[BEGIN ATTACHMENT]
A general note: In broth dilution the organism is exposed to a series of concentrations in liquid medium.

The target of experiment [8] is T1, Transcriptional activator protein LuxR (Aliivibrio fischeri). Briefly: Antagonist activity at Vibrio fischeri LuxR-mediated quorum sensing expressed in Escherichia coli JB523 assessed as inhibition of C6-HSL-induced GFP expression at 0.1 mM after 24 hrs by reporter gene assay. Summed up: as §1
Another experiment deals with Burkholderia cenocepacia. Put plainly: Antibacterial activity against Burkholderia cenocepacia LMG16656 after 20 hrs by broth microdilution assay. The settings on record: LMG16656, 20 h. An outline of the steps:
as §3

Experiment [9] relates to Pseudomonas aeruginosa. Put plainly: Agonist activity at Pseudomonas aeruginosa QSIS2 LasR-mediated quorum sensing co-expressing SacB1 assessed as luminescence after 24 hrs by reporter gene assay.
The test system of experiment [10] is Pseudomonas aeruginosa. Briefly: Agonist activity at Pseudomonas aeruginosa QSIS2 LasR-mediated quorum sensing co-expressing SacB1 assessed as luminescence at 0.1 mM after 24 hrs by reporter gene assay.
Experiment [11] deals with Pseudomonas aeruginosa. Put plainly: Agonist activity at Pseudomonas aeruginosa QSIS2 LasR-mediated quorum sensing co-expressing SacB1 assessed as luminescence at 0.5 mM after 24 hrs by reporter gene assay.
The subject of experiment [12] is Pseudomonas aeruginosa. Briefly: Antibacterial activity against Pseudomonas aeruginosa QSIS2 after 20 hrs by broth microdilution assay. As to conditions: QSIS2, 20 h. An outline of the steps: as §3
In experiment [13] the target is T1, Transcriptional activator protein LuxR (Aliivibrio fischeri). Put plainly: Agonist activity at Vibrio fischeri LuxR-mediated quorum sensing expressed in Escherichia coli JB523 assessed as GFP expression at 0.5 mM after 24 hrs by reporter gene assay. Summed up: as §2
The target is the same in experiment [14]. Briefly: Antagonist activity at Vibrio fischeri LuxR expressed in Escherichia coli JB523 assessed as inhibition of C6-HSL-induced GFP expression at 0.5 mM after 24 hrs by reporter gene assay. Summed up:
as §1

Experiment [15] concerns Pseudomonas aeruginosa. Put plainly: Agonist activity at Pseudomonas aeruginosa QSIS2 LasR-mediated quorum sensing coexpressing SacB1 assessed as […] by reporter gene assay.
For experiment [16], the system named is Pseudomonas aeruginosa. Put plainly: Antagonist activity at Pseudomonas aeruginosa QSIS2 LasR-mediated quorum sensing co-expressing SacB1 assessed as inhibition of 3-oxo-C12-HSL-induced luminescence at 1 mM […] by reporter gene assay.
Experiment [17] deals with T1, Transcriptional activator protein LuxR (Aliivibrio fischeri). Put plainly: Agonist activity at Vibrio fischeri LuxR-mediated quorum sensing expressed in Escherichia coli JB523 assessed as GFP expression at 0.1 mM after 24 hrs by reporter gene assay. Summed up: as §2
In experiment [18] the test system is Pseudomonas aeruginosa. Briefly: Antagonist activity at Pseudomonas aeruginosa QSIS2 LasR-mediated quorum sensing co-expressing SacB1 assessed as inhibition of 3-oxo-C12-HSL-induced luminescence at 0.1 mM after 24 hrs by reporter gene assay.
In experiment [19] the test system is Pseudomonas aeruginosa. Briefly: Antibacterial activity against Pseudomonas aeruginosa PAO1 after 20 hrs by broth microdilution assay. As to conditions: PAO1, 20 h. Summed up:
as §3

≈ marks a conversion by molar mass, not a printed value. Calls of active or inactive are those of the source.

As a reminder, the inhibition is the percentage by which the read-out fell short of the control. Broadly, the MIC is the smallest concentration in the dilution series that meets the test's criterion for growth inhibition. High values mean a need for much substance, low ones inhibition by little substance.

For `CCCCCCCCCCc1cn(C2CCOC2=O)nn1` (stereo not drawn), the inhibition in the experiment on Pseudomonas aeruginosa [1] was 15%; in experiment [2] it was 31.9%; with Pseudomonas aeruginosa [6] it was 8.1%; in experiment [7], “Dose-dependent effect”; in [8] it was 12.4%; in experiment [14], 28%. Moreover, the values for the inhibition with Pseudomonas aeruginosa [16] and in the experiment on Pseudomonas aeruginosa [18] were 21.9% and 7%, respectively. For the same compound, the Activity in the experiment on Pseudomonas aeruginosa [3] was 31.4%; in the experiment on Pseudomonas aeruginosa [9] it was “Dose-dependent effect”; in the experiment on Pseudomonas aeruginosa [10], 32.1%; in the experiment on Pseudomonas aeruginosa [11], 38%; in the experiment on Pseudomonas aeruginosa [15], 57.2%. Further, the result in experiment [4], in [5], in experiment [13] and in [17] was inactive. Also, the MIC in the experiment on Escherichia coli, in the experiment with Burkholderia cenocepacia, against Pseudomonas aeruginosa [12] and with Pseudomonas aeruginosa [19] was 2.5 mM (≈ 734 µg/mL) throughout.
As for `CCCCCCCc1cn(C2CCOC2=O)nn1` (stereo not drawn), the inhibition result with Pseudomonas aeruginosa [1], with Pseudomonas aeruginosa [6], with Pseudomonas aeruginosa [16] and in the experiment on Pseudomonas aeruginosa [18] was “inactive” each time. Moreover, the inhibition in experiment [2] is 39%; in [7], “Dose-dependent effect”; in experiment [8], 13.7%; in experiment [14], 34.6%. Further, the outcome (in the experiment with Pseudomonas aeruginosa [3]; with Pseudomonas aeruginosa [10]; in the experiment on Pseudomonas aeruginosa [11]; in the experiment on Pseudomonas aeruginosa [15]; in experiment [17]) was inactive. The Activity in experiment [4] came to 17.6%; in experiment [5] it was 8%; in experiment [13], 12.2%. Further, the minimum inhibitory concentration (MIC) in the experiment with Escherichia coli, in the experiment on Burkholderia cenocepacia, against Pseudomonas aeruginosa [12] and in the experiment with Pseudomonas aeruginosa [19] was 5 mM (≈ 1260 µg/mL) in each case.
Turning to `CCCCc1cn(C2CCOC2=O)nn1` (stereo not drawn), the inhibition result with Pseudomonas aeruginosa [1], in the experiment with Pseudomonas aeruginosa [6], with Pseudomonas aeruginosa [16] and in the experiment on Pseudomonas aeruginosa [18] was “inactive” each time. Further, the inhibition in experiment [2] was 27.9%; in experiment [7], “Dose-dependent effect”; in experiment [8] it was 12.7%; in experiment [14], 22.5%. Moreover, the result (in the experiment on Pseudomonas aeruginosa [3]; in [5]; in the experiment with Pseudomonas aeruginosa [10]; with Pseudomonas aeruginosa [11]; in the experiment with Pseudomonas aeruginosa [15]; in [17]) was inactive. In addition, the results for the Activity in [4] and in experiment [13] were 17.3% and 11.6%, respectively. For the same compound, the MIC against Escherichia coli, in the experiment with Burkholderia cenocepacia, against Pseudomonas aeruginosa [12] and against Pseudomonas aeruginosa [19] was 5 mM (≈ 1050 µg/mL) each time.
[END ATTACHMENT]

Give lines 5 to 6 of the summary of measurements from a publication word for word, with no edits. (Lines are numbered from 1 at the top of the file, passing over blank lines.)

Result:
Experiment [9] relates to Pseudomonas aeruginosa. Put plainly: Agonist activity at Pseudomonas aeruginosa QSIS2 LasR-mediated quorum sensing co-expressing SacB1 assessed as luminescence after 24 hrs by reporter gene assay.
The test system of experiment [10] is Pseudomonas aeruginosa. Briefly: Agonist activity at Pseudomonas aeruginosa QSIS2 LasR-mediated quorum sensing co-expressing SacB1 assessed as luminescence at 0.1 mM after 24 hrs by reporter gene assay.